What Siding is the Most Fire Resistant?

When it comes to deciding about the exterior of the house, people mostly think about the look. But to secure your home from fire accidents, you need to think beyond the aesthetic. Studies have confirmed that western states would be facing more fire breaks than ever before. This is due to the rise in deforestation and climate change.

Fire Resistance Of Siding

No matter how much you want to prevent hazards in your house, you cannot make it 100% fir-proof. But you can certainly improve the fire-resistance of your home exterior by choosing the right exterior cladding.
Some materials are less combustible than others. For example, metal takes ages to burn than wood and save your house interior as well.

So, if you ready, let’s take a look at the five siding options that are best for making your house exterior fire-resistant. Let’s take a look at your options.

Metal Siding

The very first recommendation on this list is the aluminum metal exterior for apparent reasons. Aluminum or any metal, in general, are fireproof. They never catch fire or spread it. Most of the aluminum siding types are tested after manufacturing to check the fire-resistance. And fortunately, fire can not harm aluminum at all.

It is certified as incombustible. Not only this siding is fireproof, but it can save your house exterior from wind, heavy rain, and other hazardous conditions.

Fibre Cement Siding

When it comes to the fire-resistant exterior, there is no match for fibre cement boards. As the name suggested, fibre cement exterior is made with cement, sand, and wood fibre. Most of these fibre cement claddings own a class A fire-resistant rating. You would need to check the product description first, as the guarantee differs from brand to brand.

Keep in mind that this fibre cement cladding is not 100% fire-resistant, and it still can catch fire. But it takes much more time for a fibre cement siding to get on fire in comparison with wood or vinyl, for example. On top of that, it takes several hours of constant heat for a fibre cement exterior to meltdown completely. Both of these features give the house owner time to call firefighters before irreversible damage has been done.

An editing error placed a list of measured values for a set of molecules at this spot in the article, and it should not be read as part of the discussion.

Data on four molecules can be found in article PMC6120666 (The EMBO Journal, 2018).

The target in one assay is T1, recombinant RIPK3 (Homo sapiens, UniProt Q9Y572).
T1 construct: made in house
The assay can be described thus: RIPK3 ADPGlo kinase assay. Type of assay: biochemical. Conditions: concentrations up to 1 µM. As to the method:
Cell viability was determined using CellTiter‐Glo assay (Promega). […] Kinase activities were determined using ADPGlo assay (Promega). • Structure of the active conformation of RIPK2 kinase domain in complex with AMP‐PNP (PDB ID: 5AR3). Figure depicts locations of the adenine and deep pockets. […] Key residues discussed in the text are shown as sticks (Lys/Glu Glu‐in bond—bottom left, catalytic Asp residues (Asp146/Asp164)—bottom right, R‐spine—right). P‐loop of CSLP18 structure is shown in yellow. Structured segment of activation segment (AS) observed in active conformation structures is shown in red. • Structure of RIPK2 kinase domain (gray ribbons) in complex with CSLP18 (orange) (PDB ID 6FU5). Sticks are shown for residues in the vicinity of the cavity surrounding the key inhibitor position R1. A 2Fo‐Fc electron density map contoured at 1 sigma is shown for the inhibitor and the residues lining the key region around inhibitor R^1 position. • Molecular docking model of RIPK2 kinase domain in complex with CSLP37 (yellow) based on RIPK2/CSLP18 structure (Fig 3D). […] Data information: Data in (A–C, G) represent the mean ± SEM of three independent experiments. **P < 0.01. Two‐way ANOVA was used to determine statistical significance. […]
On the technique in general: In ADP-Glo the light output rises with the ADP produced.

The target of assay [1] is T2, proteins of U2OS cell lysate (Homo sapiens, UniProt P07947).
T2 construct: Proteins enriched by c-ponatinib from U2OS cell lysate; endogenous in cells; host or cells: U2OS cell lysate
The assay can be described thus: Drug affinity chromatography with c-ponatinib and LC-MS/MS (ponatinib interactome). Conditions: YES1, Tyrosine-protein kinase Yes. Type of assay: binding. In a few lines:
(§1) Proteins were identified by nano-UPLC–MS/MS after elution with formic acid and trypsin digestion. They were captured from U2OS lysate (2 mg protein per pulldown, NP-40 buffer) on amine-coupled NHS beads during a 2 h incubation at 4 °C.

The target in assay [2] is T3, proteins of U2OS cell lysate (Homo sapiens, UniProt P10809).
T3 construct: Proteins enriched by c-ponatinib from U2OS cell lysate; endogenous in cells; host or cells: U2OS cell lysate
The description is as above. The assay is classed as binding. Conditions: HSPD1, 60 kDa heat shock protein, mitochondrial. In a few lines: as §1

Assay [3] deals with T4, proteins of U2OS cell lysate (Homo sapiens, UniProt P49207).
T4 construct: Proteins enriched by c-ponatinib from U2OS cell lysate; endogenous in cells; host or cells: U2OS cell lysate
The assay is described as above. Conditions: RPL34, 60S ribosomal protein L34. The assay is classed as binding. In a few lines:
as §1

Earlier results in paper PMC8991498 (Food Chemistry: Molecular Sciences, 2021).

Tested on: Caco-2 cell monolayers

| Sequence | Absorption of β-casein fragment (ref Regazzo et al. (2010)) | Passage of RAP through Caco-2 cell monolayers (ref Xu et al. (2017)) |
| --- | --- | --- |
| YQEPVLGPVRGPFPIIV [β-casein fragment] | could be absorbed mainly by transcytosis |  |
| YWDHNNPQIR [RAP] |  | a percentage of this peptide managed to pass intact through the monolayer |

Even though the fibre cement is fire-resistant, this does not have any adverse effect on the durability. It has an expected lifetime of 50 years, is user friendly, and water and weather resistant.

Brick and Stone Siding

Brick and stones are naturally fire-resistant material. They neither catch fire and nor they spread any. According to many professionals, the house gets on fire when the flames reach behind the siding. This way, it can cause damage to the interior walls.

However, stone and brick exterior can prevent it – as brick and stone exterior lack any caulking, it prevents fire from contacting the stud cavity. And hence, it also saves the interior house walls from catching fire.

Stucco Siding

The last recommendation on this fire-resistant siding list is stucco. This product is made from a combination of binder and water. Unlike most of the other siding, stucco is applied wet. And then it is shaped according to the shape of the exterior. Many people also use this material to create a decorative and detailed exterior.

The best thing about stucco is that as it does not contain any combustible material in its formula. However, the fire-resistance level of stucco is relatively lower than the other exterior options on this list. On average, stucco can keep the interior walls safe from fire for about one hour. After that, it cracks up and may cause the interior walls to burn.